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Gujarat anti-terror Bill passed finally

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Previous versions were rejected by President twice

Revisiting the disputed anti-terror legislation brought in by former Chief Minister Narendra Modi , the Gujarat Assembly on Tuesday passed the landmark Gujarat Control of Terrorism and Organised Crime Bill 2015.

The new Bill is a re-worked version of the Gujarat Control of Organised Crime Bill (GUJCOC), 2003, which was earlier rejected twice by the President due to some of its contentious provisions.

The State government passed the Bill amid strong opposition from Congress members, who staged a walk out.

Citing past terror attacks in Gujarat, Rajnikant Patel, Minister of State Home, raised concerns over Pakistan’s attempts at cross-border terrorism, Gujarat’s vulnerable coastline and the proliferation of criminal gangs, while underscoring the need for a strong law.

“It is noticed that the organised criminal syndicates make a common cause with terrorist gangs and foster macro terrorism which extends beyond the national boundaries. There is reason to believe that organised crime syndicates are operating in the State and thus, there is immediate need to curb their activities,” the government has stated in the new Bill. Among the controversial provisions of the Bill is Clause 16, which makes confessions before police officers admissible in court.

GUJCOC was respectively returned twice to the State legislature in 2004 and 2008 by then Presidents A.P.J. Abdul Kalam and Pratibha Patil.

An undeclared Emergency: activists

Activists and members of civil society have flagged the draconian provisions of GUJCOC, which was passed by the State Assembly on Tuesday.

“This is an undeclared Emergency intended to muzzle dissent in the State. The government wants to spread fear and terror among activists, NGO workers and civil society persons with its stringent provisions. If there is no bail and period of probe is lengthened, it effectively means that a person can be detained for 180 days merely on the basis of phone records,” Gautam Thaker, general secretary, People’s Union for Civil Liberties (PUCL), Gujarat, told The Hindu.

The draconian provisions of the Bill include Clause 16 that stipulates that “a confession made by a person before a police officer not below the rank of Superintendent of Police…shall be admissible in the trial of such accused, co-accused, abettor or conspirator.”

The Bill also provides for extension of the period of investigation from the stipulated 90 days to 180 days.

No bail

Furthermore, the legislation makes offences under the Gujarat Control of Terrorism and Organised Crime Act, 2015, non-bailable. Clause 20 (4) of the Bill states, “Notwithstanding anything contained in the Code of Criminal Procedure, no person accused of an offence punishable under this Act shall, if in custody, be released on bail or on his own bond.”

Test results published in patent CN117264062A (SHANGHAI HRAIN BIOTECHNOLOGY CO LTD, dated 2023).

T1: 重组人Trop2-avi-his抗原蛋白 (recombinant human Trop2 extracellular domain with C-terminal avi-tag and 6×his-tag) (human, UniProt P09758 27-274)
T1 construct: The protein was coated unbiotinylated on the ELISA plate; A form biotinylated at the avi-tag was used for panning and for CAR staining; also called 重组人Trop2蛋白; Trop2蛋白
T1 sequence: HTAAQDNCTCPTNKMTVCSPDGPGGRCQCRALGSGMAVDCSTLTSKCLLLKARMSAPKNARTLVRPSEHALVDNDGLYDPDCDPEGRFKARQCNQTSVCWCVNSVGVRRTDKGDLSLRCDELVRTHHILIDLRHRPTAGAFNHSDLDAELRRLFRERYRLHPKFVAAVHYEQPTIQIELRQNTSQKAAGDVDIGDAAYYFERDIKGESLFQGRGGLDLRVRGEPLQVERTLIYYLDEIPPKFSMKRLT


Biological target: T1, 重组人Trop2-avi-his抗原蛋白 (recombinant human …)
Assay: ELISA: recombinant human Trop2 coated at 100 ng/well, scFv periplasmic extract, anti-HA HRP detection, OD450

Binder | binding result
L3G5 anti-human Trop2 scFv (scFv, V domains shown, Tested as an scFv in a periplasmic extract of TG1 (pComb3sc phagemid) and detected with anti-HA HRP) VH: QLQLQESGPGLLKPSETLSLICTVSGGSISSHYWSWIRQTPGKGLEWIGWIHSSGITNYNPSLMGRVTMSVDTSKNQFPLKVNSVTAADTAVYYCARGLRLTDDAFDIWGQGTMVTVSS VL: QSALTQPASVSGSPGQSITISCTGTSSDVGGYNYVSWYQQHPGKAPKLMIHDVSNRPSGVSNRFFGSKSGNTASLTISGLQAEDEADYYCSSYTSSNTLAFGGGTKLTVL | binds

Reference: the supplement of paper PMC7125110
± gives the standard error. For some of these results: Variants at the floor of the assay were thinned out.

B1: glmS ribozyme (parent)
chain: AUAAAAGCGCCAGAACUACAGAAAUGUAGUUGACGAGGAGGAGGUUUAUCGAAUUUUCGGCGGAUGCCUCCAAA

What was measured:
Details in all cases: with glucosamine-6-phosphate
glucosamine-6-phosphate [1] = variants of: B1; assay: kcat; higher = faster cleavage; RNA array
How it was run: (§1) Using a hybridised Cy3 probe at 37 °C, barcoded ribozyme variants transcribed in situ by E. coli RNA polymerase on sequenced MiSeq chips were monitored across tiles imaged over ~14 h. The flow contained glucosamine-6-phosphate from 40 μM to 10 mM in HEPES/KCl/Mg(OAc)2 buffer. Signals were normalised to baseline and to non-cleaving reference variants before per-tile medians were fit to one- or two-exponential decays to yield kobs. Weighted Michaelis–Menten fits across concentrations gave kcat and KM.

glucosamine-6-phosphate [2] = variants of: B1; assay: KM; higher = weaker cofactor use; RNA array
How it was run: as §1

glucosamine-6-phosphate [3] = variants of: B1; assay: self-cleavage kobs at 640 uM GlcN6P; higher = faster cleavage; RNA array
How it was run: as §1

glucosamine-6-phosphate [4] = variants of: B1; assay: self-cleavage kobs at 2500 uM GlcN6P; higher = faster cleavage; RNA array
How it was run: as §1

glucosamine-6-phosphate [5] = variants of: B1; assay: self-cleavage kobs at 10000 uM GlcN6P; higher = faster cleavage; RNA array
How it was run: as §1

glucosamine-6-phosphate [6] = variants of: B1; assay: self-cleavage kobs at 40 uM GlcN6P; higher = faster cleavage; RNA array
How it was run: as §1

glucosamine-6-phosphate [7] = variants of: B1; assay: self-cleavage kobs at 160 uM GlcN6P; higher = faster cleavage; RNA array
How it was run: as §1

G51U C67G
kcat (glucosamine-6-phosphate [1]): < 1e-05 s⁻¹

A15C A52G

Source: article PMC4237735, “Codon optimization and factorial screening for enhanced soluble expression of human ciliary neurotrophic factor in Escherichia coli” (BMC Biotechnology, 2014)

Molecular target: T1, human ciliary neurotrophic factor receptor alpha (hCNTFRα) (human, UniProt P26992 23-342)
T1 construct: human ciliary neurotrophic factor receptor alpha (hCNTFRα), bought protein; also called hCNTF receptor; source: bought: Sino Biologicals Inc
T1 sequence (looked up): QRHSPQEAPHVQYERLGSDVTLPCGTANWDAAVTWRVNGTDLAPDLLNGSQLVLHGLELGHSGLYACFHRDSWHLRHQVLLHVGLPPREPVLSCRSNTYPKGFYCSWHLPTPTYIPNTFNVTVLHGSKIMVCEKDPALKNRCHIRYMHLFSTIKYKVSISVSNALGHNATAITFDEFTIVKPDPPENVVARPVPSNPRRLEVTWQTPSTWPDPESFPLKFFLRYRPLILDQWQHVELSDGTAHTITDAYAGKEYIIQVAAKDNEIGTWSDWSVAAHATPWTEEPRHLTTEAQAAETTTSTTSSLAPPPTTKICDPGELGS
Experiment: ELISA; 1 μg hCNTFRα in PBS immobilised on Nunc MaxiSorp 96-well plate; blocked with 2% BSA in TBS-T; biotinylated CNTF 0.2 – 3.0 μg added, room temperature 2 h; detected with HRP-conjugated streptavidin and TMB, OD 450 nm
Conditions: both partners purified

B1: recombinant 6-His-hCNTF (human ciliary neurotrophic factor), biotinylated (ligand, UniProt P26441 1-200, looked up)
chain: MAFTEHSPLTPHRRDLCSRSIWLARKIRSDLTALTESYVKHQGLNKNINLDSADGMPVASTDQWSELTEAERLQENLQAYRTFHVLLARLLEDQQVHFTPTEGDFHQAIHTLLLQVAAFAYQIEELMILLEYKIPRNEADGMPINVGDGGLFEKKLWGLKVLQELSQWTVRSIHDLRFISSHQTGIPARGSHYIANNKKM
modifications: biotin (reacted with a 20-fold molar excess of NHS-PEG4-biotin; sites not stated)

The Bill makes “evidence collected through the interception of wire, electronic or oral communication” admissible in the court.

It provides immunity to the State government from legal action. Clause 25 of the Bill states, “No suit, prosecution or other legal proceeding shall lie against the State government or any officer or authority of the State government for anything which is in good faith done or intended to be done in pursuance of this Act.”

Congress opposes

Strongly criticising the new Bill, Congress MLA Shaktisinh Gohil said the legislation went against nationally applicable criminal laws such as the National Security Act, CrPC and the Indian Evidence Act. He said the State government was not empowered to bring a law that contradicted national laws.

President Kalam had returned the Bill recommending the deletion of the clauses pertaining to confession in police custody, tapping phone and online communication, period of investigation and non-grant of bail.

However, Gujarat again passed the same Bill in 2009 for the third time, which is now pending with the President. The new Bill of 2015 retains the same provisions of GUJCOC.

“The intention of the government is only to play politics in the name of terrorism,” Mr. Gohil told The Hindu.



Some of the key features of the Bill:





1. Among the controversial provisions of the Bill is Clause 16 which makes confessions before police officers admissible in court. The section stipulates that “a confession made by a person before a police officer not below the rank of Superintendent of Police…shall be admissible in the trial of such accused, co-accused, abettor or conspirator.”



2. The Bill also provides for extension of the period of investigation from the stipulated 90 days to 180 days.

3. It makes offences under the Gujarat Control of Terrorism and Organised Crime Act, 2015, non-bailable. Clause 20 (4) of the Bill states, “Notwithstanding anything contained in the Code of Criminal Procedure, no person accused of an offence punishable under this Act shall, if in custody, be released on bail or on his own bond.”



4. The Bill also makes “evidence collected through the interception of wire, electronic or oral communication” admissible in the court.

5. It provides immunity to the State government from legal action through an ambiguous idea of “good faith.” Section 25 of the Bill states, “No suit, prosecution or other legal proceeding shall lie against the State government or any officer or authority of the State government for anything which is in good faith done or intended to be done in pursuance of this Act.”







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Printable version | Jan 29, 2020 3:57:07 AM | https://www.thehindu.com/news/national/other-states/gujarat-passes-controversial-antiterror-bill/article7053036.ece

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